Fact Check

Does Photo Show a Newly Discovered Easter Island Statue?

The mysterious Rapa Nui statues have captured people's imaginations for more than a century.

Published June 16, 2021

Updated June 24, 2021
Image Via Screengrab/Reddit
A photograph that circulated on social media in June 2021 depicted a newly discovered Easter Island maoi statue.

A widely circulated photo posted to social media in mid-June 2021 claimed to depict a newly discovered moai statue on Easter Island. Because a majority of its structure had spent the last several centuries buried beneath the surface, social media users speculated that the carvings featured on its back were “devoid of weathering” seen on other statues.

The photograph was first shared on a Facebook page called Archaeology and art on June 9 and was described as having been discovered that same week.

“The ones not buried have been weathered to the point that none of the detailed carving on the Moai are visible,” read the post.

A look through the Easter Island Statue Project (EISP) archives revealed excavation documents with photographs of a statue with the same carvings on its back. However, this statue was first excavated a decade prior to the viral June 2021 social media posts. Alice Holm, EISP project manager, confirmed that the above was taken by Micheline Pelletier from the 2011 excavation season of a statue numbered 156.

"These images get recirculated seasonally! I am checking the archives to figure out where this image was originally published," Holm told Snopes in an email.

As such, we have rated this claim as “Outdated.”

Located off the coast of Chile in the southeastern Pacific Ocean, Easter Island, or Rapa Nui in Polynesian, is home to hundreds of large stone statues known as moai. For centuries, moai have been shrouded in mystery as the Western world grappled with trying to understand how these enormous figures were constructed, moved, and what purpose they served.

Since 1954, EISP has been documenting and recording excavations of the Rapa Nui statues, and in March 2012, the group published a report that described the excavation of two target statues in a region known as Rano Raraku quarry. The two statues in question (RR-001-156 and RR-001-157) were first recorded during an expedition to the island in 1914 but had never been formally researched until the excavation began in 2010. According to the organization, the target statues are of “high archaeological value” because of complex petroglyphs along the backside that had been previously partially exposed but never documented. As part of the project, researchers documented the petroglyphs through digital photography, metrics, and scale drawings.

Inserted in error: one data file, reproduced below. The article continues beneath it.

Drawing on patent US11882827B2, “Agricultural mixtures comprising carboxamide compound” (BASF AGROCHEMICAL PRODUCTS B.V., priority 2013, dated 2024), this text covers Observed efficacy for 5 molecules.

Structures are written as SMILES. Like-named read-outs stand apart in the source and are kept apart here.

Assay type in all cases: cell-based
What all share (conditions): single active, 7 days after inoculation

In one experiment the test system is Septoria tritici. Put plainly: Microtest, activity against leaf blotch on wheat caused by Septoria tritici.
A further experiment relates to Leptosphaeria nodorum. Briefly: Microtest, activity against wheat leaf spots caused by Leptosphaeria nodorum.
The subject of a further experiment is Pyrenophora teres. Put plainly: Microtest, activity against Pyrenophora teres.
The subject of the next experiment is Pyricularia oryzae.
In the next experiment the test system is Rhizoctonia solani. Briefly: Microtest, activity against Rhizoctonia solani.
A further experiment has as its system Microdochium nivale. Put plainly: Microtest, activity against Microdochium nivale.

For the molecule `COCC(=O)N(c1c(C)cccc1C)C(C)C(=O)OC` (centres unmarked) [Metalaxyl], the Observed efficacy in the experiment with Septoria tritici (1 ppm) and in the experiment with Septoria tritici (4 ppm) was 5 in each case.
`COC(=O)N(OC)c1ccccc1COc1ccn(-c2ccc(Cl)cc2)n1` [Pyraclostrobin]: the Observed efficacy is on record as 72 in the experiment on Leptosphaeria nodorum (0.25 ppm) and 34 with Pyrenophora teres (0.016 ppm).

A look at the statue in the now-viral photograph and a second photograph in the report depicting RM-001-156 showed that both statues had the same designs along their backside. Also photographed was a wooden ladder at the bottom right side of the frame and a set of soil stairs in the back right corner. (The findings were also shared in a 2011 report published by EISP that showed a picture of a man and woman wearing the same outfits as the photograph in question.)

A side-by-side comparison of the now-viral photo (right) against a photograph of the statue published in a 2012 report (left). EISP

According to the report, RM-001-156 measured just under 22 feet high yet a little more than 4 feet of its entirety was above the soil, suggesting that soil had accumulated and deposited in the areas surrounding the 500-year-old statue since it was initially built.

“The most interesting features associated with both statues were revealed at and under their bases and in bedrock between the two statues, an area previously unexamined. A large and deep posthole with abrasion marks, along with rope guides, was cut into bedrock. Presumably used to lift statues upright, these features appear to have been used to remove statues prior to those currently excavated,” wrote the researchers.

An illustration shows the petroglyphs in greater detail. EISP


Update [June 24, 2021]: This article was updated to include comments from Alice Holm, EISP project manager.

Madison Dapcevich is a freelance contributor for Snopes.